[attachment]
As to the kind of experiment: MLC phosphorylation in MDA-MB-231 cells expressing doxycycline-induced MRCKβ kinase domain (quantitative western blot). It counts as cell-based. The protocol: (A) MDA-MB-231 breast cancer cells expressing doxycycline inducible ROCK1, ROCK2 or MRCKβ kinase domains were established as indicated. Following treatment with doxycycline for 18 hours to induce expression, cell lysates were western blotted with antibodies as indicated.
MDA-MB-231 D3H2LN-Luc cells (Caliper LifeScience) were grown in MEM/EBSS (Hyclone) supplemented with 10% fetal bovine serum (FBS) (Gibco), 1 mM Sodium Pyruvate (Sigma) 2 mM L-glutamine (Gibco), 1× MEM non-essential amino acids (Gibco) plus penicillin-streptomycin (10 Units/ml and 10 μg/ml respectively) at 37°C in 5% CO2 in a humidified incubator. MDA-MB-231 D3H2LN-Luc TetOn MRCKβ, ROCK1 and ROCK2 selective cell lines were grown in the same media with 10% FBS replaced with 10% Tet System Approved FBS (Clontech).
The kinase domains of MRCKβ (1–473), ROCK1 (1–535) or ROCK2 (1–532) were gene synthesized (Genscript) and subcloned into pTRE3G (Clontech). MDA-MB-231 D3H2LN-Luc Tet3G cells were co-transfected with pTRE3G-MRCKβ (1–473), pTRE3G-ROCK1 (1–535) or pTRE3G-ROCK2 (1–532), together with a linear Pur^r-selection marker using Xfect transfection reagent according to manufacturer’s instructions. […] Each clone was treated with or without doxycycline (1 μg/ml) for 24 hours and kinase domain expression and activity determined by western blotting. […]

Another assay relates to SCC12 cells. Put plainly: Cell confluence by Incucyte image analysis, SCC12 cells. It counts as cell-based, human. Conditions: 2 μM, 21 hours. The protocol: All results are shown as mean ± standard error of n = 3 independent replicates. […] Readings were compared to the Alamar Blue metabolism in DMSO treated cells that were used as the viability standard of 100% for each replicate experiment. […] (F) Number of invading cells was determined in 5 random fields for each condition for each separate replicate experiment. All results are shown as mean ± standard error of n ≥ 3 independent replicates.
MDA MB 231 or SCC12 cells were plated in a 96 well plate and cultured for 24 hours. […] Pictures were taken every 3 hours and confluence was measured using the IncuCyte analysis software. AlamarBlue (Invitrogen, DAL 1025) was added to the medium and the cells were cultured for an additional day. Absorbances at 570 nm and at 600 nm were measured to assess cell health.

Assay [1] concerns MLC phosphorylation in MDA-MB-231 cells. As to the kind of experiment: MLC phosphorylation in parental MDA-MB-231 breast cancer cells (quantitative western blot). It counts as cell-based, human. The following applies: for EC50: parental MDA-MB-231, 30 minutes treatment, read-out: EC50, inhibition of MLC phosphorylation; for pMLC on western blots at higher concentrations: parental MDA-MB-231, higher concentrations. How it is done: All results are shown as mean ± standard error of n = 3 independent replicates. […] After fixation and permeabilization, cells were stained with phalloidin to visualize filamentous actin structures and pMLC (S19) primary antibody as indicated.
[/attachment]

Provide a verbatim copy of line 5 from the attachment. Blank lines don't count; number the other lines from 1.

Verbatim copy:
MDA MB 231 or SCC12 cells were plated in a 96 well plate and cultured for 24 hours. […] Pictures were taken every 3 hours and confluence was measured using the IncuCyte analysis software. AlamarBlue (Invitrogen, DAL 1025) was added to the medium and the cells were cultured for an additional day. Absorbances at 570 nm and at 600 nm were measured to assess cell health.